So as we approach our lovely long Easter weekend full of chocolate, hot cross buns and roast lamb, what are the Spanish up to? Well, in Spain when it comes to religious festivals they certainly pull out all the stops, with Easter being the biggest celebration of all in a country which still embraces its faith across the generations.
For the most spectacular of celebrations, look no further than Andalucia, and Sevilla in particular, where thousands of people flock to the city and line the streets to witness the elaborate processions that pass through the streets of the city. The celebrations started here last Sunday and continue throughout the week, finishing this Sunday (Domingo de Resurección), and are a time for them to take to the streets with family and friends to watch the processions, remember the sacrifices of Christ and then finally celebrate his resurrection, with plenty music, singing and eating thrown in of course! Having experienced this amazing spectacle myself, I can tell you that the atmosphere is electric and incredibly moving, whether you are religious or not, it is definitely one worth making a trip to the beautiful city of Sevilla for!
There are over 60 religious brotherhoods in the city (cofradías), who each organise a procession, with members carrying very heavily adorned floats (pasos) holding religious statues, flowers and candles from their church to the city’s cathedral, many of which have been preserved for hundreds of years. These are carried by members (nazarenos), often barefooted and chained as Christ would have been, who can end the procession with blistered, bleeding feet and shoulders, as a form of penance, quite extreme! They are joined by other nazarenos who, wearing the traditional rather somber looking pointed hats (capirotes, designed to hide the face of the sinners and not connected in any way to the very similar looking outfits of the Ku Klux Klan), often carry large heavy wooden crosses on their backs.
As the floats pass through the streets, they are accompanied by marching bands, and people watching from balconies spontaneously perform saetas, traditional flamenco style religious songs. Have a watch and listen to a traditional saeta and procession in the city by clicking here!
So as 2015 draws to a close this evening, how will the Spanish be celebrating the start of a new year at midnight? With the ‘Uvas de la Suerte’ (the lucky grapes) of course! A tradition that started in the early 1900’s, eating a grape with each strike of the bell at midnight, one to represent each month of the new year, is believed to bring luck and prosperity as well as a chance to make a ‘deseo’ (wish) for the new year to come. In Madrid revellers gather in the Puerta del Sol before the countdown begins ready to eat their twelve grapes to the chimes of the famous clock, watched on the television by families celebrating together at home and in squares across the country.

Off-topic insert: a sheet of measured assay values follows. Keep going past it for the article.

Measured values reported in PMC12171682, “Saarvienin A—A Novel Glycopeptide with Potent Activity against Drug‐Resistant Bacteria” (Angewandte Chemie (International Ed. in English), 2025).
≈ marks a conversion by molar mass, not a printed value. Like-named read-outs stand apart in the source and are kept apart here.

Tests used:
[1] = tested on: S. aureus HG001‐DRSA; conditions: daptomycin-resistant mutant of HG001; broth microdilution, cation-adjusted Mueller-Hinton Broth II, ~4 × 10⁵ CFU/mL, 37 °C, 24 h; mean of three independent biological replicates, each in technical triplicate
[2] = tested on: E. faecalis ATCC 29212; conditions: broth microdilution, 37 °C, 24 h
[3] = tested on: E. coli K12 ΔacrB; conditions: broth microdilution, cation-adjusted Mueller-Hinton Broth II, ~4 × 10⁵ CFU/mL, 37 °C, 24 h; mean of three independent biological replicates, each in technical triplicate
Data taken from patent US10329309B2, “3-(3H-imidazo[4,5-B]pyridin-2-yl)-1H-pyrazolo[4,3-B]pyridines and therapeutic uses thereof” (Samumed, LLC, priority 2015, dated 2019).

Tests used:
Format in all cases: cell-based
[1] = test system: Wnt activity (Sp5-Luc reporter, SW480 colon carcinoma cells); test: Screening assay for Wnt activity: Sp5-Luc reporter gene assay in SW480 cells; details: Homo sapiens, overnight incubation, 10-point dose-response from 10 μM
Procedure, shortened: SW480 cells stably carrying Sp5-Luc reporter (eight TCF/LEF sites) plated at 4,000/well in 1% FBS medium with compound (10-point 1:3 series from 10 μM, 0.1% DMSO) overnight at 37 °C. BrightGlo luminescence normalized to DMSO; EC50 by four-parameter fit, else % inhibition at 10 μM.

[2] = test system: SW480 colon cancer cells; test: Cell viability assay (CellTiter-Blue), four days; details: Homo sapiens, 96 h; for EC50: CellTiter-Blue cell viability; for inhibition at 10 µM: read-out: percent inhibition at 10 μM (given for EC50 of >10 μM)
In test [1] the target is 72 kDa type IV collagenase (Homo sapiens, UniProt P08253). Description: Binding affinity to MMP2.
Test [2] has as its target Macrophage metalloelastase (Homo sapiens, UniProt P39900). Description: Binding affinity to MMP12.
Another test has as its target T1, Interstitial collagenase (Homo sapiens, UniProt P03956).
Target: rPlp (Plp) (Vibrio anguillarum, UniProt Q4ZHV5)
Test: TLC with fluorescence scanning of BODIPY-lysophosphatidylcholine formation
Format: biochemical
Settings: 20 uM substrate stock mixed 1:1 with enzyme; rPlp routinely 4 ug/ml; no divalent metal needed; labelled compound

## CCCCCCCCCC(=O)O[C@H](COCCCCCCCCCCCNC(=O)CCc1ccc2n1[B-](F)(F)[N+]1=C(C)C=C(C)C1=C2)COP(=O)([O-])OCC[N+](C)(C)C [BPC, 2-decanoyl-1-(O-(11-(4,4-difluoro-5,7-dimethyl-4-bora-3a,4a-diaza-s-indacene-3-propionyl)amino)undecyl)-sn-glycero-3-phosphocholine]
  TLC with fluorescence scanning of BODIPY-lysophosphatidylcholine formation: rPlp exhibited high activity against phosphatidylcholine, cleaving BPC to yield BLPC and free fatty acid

So instead of singing Old Lang Syne this year, why not get your twelve grapes at the ready and join the Spaniards by eating them with the chimes of Big Ben, and bring yourself some ‘buena suerte’ (good luck) for the new year to come!
So our Halloween celebrations might be over, but in Mexico and other parts of South America, they have only just begun celebrating what is possibly their most important holiday celebration today and tomorrow, Día de los Muertos (Day of the Dead)!
Sounding somewhat sombre and morbid to us, Día de los Muertos is anything but. Families get together to celebrate the lives of those who have passed away, by decorating graves with flowers and candles, then gathering to drink, eat play music and tell stories to remember them, such a lovely idea!
Mexicans believe that the souls of their loved ones come to visit and join in the celebrations, which can take place at home, in street parties or parades, and even in graveyards themselves which are bright and colourful at this time, and have musicians passing through them hired by the families to play the favourite songs of the dead.
The most recognised symbols of this Mexican tradition are the brightly decorated sugar skulls, created by skilled sugar crafters, and purchased by the families to decorate the graves. Here the UK Liverpool has been having its own Día de los Muertos celebration this weekend, trying to break a world record for the most number of people wearing Catrines, the Mexican skull facemasks, as part of their Festival ‘Vamos’, which is celebrating all things Latin American!